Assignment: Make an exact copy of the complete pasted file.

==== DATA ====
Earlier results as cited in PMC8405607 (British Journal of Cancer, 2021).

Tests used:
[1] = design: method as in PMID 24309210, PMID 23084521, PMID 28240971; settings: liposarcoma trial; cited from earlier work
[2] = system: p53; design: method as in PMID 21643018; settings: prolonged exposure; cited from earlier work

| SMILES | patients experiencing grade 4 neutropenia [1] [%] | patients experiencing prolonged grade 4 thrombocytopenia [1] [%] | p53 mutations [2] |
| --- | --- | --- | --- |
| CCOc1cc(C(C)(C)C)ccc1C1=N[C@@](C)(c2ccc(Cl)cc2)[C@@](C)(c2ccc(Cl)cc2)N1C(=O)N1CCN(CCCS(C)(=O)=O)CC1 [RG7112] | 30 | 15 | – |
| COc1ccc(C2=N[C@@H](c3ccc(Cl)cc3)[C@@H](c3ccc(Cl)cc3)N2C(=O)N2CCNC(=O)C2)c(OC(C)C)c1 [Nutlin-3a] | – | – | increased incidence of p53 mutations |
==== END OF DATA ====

Earlier results as cited in PMC8405607 (British Journal of Cancer, 2021).

Tests used:
[1] = design: method as in PMID 24309210, PMID 23084521, PMID 28240971; settings: liposarcoma trial; cited from earlier work
[2] = system: p53; design: method as in PMID 21643018; settings: prolonged exposure; cited from earlier work

| SMILES | patients experiencing grade 4 neutropenia [1] [%] | patients experiencing prolonged grade 4 thrombocytopenia [1] [%] | p53 mutations [2] |
| --- | --- | --- | --- |
| CCOc1cc(C(C)(C)C)ccc1C1=N[C@@](C)(c2ccc(Cl)cc2)[C@@](C)(c2ccc(Cl)cc2)N1C(=O)N1CCN(CCCS(C)(=O)=O)CC1 [RG7112] | 30 | 15 | – |
| COc1ccc(C2=N[C@@H](c3ccc(Cl)cc3)[C@@H](c3ccc(Cl)cc3)N2C(=O)N2CCNC(=O)C2)c(OC(C)C)c1 [Nutlin-3a] | – | – | increased incidence of p53 mutations |